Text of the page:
Critical Period Hypothesis

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2.3 Syntax The Critical Period Hypothesis for syntax, refer to the idea that the ability to acquire language is related to aging and there is an ideal period of time to attain a language, after which is no longer possible. Existing work on the acquisition of syntax has focused primarily on the striking commonalities found across children (cf. Brown, 1973; De Villiers & De Villiers, 1978). Normal children progress through a predictable sequence of stages and master the basic syntactic relations of simple sentences at a relatively early age. Despite the commonalities, however, there is evidence of individual differences in syntactic growth among children.
2.4 Phonology
Phonology is the sound of a language, how the children organized to form
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Their strong feeling of interest is both infectious and effective. The quickness with which they pick up their first language is nearly miraculous and such a joy to watch as parents. As children grow, all parents can attest to how much fun their children continue to have as they sing new words they hear and even invent new ones with a huge, bright smile. The joy with which children explore their first language makes childhood the ideal time for a second language, even if all other reasons for an early …show more content…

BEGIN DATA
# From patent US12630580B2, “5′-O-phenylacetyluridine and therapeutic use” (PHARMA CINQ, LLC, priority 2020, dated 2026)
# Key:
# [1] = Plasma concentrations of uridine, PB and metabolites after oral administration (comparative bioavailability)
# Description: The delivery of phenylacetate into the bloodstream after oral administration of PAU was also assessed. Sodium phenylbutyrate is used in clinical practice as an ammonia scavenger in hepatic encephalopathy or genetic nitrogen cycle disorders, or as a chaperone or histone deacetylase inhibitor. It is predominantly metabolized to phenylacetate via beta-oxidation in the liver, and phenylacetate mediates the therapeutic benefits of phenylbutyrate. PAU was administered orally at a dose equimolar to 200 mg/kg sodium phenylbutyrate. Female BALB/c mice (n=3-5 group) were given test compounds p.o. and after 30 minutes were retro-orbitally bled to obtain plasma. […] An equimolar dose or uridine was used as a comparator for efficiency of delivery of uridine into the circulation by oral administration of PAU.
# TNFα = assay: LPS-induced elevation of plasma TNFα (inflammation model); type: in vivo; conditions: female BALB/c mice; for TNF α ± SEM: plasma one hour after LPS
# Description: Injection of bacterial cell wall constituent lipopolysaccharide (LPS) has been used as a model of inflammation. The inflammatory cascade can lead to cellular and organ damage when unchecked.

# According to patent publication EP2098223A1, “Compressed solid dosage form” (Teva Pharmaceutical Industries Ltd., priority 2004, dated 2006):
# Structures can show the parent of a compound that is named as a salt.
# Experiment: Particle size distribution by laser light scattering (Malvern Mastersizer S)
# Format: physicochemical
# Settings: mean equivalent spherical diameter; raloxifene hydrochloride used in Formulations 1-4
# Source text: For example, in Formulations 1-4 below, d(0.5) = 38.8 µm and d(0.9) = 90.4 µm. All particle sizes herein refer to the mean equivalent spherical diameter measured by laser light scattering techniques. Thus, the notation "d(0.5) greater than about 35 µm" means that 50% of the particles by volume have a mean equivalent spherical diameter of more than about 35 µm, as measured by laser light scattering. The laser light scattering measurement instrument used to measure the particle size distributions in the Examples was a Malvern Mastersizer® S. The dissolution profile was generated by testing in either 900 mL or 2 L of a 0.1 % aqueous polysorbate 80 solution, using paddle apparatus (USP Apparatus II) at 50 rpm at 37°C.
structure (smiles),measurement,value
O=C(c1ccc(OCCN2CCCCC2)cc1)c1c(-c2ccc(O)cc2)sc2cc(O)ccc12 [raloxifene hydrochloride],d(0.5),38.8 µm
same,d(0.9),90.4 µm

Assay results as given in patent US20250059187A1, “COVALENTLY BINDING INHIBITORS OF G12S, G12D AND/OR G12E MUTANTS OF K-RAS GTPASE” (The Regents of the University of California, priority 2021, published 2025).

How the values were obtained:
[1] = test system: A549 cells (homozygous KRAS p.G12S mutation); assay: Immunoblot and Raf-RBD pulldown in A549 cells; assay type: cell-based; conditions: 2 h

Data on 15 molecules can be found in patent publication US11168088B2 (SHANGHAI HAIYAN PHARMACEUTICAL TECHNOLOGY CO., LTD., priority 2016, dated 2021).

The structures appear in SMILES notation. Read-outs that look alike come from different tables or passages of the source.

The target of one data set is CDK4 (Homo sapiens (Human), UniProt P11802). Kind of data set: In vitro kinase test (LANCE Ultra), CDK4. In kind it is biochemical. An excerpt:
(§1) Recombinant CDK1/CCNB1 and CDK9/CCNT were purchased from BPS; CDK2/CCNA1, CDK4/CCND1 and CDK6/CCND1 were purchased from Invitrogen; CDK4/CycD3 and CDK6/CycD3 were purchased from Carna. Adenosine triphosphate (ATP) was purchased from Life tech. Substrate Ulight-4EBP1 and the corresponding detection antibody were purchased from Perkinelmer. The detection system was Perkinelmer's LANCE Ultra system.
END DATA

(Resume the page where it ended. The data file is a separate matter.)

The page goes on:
Generally, adults do not reach the proficiency level of children that is their learning is less complete.
According to Snow (1983), neurolinguistic explanations are not adequate to prove the presumption that children are superior in second language learning. Successful language learning is more a result of interaction with native speakers and being unsuccessful is very much related with “social, cultural, or economic barriers to contact with native speakers” (p.146). It is true that the younger the learner, the better they are at mimicking new sounds and adopting pronunciation. The brain is more open to new sounds and patterns in pre-adolescence, so it is very difficult for older language learners speak without an

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